guide the music as they inhale and exhale. This, to me, was the way to do justice to Sylliboy's words in this context.

Michelle Sylliboy's poem "Breathe" can be found in her full collection, "Kiskajeyi - I AM READY" at bookstores and online. I heartily encourage any listeners and players to engage with her work; while this poem was my primary inspiration, I developed my compositional ideas in conversation with the full text and Michelle herself; the collaborative spirit is key to my experience of this music.

Many thanks to the Nova Scotia Talent Trust and the Bragg Women Music Opportunities Fund for supporting my journey to creating this music."

For more about Hope and her music, please visit her website


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Tuesday, July 26, 2022

Gina Burgess Album Release!

Congratulations to Gina Burgess who celebrated the release of her new album, "ISNOW" with a performance at the Local Halifax on July 21st!

Gina received Talent Trust scholarships in 1995, 1999, 2000, and 2007 for her incredible Violin music.  She is now an accomplished performer, crafter, yoga instructor and music teacher. She travels all over the world to perform, collaborate, and teach.  Gina has become a sought after soloist and educator across Canada and beyond. Together with the other members of "Gypsophilia", Gina is a 4-time ECMA winner and was also nominated for a Juno for her work with the Iqaluit-based band "The Jerry Cans". 

She has collaborated with many other groups and artists, including Kanye West, Maria Osende Flamenco Co., Shauntay Grant, Dinuk Wijeratne, Erin Costelo, Hey Rosetta!, Joseph Petric, the Nova Scotia Youth Orchestra, Rich Aucoin, Duane Andrews, NAFAS, Symphony Nova Scotia, Lily Frost, DJ Spooky and Alex Conde.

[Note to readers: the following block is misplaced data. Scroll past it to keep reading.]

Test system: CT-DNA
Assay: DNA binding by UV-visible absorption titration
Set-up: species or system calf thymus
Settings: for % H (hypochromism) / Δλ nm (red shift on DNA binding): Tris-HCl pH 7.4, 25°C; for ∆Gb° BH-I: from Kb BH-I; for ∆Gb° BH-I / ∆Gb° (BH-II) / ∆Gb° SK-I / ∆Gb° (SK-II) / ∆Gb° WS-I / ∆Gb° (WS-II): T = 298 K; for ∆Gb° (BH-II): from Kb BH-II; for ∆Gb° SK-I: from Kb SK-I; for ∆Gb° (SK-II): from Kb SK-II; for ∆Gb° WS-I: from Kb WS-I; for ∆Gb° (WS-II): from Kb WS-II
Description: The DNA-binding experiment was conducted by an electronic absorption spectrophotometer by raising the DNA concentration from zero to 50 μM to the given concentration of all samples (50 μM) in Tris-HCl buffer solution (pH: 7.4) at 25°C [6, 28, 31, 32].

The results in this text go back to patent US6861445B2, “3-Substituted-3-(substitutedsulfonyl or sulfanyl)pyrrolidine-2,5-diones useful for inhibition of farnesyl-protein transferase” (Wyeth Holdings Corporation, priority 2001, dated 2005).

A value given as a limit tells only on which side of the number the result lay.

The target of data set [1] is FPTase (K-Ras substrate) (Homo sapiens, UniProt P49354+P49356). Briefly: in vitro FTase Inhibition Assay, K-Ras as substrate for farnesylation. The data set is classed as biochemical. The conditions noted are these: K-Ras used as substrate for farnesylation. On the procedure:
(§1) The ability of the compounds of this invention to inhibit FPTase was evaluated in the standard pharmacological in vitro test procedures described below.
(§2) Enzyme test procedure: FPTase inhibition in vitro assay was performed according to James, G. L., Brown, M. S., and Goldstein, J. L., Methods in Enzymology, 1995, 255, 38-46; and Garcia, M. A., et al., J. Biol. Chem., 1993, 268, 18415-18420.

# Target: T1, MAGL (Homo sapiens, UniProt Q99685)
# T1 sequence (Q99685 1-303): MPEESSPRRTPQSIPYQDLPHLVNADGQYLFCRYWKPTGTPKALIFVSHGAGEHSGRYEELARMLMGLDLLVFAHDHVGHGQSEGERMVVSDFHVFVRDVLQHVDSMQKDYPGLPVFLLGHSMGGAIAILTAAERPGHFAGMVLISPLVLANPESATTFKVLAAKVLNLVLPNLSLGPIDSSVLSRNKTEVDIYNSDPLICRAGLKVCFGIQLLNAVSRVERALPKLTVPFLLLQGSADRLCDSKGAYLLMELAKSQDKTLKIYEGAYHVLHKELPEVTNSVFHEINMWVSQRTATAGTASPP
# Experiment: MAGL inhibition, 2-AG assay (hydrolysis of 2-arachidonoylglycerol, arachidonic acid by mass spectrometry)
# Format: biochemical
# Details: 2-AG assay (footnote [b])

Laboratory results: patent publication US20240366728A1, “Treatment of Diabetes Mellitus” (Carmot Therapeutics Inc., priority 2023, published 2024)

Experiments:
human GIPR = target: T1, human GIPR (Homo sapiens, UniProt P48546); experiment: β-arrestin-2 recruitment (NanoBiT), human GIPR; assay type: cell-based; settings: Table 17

From Gina: "Without the Talent Trust's support when I was growing up in NS studying classical violin, I wouldn’t be doing what I am now. Ever grateful."

For more about Gina's music releases and performances, visit her website.

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Tuesday, July 19, 2022

Two must-see art shows before July ends!

The province has come alive with art shows, festivals and concerts, and it feels SO good!  There is so much to do and see, but there are two fantastic shows we want to highlight before they are over:

Making it Right - Ice House Gallery

Former Talent Trust scholarship recipient Brandt Eisener is the curator of  The Ice House Gallery in Grace Jollymore Arts Centre.  The Gallery is featuring the show "Making it Right" with works by Louise Pentz and Carole Morrow, with guest potter Karyn Hollasch.  This powerful show explores themes of social justice, capitalism, colonization, discrimination, hurt, healing, and forgiveness.  Each piece makes its own important statement.  

Also part of this show, the piece "Undercover" was created by Louise Pentz and Brandt Eisener and represents the pressure queer men face to hide parts of themselves, preventing them from expressing who they are with the world.  This show will take your breath away and make you look deep within to reflect on the themes explored.  See it before it is over, it ends July 24th!

Contrast to Connection - Tides Contemporary Art Gallery

Anna Syme, a recent Talent Trust scholarship recipient, is the featured Guest Artist at the Tides Contemporary Art Gallery.  Anna's work explores themes of connections, loss, understanding, and growth through interdisciplinary visual art pieces.